Source: The News-Enterprise
With a small action Monday, Hardin Memorial Health became the world’s first institution to go live with IBM Watson Imaging Patient Synopsis.
As Hardin Memorial Health radiologist Jesse Bryant officially logged in to make IBM Watson Imaging Patient Synopsis available to the entire HMH imaging team. Witnessed by senior leaders, it put Hardin Memorial Health radiologists on the cutting edge with IBM Watson technology, which those present described as one of the newest, most advanced tools available for medical imaging professionals.
Anne Le Grand, IBM Watson Health’s general manager for imaging, was in attendance to witness the historic event. In health care alone, Le Grand said there are countless applications for this technology.
“We are thrilled HMH could be the first to put Watson to use in medical imaging,” she said.
Le Grand said the synopsis provides a summary view of the patient, by analyzing and extracting relevant insights from the patient records, so radiologists can uncover underlying issues. She described it as a “single-view summary of relevant patient information.”
The average electronic health record contains volumes of unstructured data which makes it challenging to find what might be relevant for a diagnosis, Hardin Memorial Health Chief of Radiology Stewart Couch said.
“This amazing application is expected to provide deep insight and analysis at an exponentially faster speed,” he said.
Couch said IBM technology is unique in applying a radiologist-trained artificial intelligence to decipher the content of unstructured data buried in records and surface it in seconds to inform radiologists.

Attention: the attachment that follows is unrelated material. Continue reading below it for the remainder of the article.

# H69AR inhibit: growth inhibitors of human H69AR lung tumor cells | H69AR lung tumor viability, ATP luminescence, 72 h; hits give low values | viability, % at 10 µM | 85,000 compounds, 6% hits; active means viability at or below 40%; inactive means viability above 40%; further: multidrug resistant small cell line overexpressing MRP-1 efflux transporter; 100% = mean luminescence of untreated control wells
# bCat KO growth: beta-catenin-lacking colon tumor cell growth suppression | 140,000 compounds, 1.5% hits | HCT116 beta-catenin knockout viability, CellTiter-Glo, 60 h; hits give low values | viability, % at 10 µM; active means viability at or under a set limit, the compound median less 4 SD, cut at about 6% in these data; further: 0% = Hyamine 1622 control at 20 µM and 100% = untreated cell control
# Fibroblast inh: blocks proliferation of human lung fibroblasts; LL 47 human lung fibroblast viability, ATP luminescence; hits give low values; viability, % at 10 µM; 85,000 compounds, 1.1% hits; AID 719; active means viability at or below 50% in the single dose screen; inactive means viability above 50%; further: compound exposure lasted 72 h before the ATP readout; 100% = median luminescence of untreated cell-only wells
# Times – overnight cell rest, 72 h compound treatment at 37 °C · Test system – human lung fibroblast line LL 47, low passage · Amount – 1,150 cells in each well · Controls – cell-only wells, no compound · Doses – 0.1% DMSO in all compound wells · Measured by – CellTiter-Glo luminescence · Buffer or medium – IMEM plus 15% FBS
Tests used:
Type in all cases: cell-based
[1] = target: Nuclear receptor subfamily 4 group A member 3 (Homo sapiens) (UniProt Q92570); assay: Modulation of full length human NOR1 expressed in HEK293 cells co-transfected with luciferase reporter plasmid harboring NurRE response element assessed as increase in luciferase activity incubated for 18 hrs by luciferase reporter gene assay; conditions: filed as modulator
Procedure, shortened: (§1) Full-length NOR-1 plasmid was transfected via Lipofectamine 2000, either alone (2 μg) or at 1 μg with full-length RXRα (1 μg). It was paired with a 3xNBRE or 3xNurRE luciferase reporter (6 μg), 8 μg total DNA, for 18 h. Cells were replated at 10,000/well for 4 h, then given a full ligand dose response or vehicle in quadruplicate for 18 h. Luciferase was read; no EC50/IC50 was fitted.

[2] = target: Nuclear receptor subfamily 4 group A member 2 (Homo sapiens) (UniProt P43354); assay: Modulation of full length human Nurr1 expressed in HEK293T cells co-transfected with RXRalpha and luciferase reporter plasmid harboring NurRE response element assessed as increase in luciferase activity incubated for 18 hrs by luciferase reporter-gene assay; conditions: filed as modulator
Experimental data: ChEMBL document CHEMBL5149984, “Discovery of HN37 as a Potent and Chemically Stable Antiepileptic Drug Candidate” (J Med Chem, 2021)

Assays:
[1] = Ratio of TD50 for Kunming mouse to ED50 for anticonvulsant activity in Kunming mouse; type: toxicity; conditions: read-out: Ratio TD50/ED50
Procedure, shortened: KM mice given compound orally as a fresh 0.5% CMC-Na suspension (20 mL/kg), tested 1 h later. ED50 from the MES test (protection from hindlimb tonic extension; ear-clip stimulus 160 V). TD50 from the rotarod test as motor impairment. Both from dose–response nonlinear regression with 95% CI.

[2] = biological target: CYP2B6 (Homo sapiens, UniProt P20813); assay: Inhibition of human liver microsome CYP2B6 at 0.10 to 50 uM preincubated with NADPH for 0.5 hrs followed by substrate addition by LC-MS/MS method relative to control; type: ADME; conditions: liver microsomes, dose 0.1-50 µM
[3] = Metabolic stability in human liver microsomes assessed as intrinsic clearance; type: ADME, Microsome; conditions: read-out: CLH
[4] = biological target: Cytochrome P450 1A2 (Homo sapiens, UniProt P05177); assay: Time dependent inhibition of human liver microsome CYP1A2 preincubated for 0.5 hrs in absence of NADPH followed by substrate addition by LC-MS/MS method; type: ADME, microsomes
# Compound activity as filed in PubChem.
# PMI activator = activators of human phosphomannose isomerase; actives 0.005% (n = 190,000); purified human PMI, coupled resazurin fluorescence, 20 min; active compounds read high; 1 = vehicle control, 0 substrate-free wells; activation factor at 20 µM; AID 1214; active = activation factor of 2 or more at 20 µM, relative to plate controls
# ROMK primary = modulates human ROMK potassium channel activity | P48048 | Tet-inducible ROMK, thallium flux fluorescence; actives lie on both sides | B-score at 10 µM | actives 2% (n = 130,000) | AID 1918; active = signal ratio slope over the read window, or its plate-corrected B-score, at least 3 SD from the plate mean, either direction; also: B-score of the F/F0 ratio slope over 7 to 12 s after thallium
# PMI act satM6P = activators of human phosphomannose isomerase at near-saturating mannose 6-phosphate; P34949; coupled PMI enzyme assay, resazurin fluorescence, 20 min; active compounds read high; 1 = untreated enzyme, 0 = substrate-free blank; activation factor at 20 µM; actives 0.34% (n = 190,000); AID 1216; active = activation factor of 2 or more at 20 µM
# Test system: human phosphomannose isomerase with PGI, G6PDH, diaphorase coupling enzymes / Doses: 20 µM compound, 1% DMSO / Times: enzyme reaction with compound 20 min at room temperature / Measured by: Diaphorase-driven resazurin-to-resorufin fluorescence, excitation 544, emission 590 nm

“We are able to analyze data and extract relevant information in a way that we’ve never been able to before,” Bryant said.
He said the analysis considers data from the present illness, past procedures, medications, indications from diagnostic reports, social and family history, demographics, vitals, allergies and labs.
“It gives us broader situational awareness that will help us make even better patient decisions and it does it in a single view,” he said.
Tom Carrico, vice president of operations and chief information officer, said HMH was selected as a test location during the last year. It became an early adopter of Patient Synopsis in part because of its commitment to technology including Picture Archiving Communications Systems manufactured by Merge Healthcare, an IBM subsidiary, from which the new IBM Watson Imaging tools will pull information.
HMH was a natural partner for IBM to test IBM Watson Imaging Patient Synopsis because of its high-patient volume and its agile, entrepreneurial spirit, Le Grand said.
“It just makes it much easier when you are introducing new technology that is changing the face of health care to come to a place like Hardin Memorial,” she said.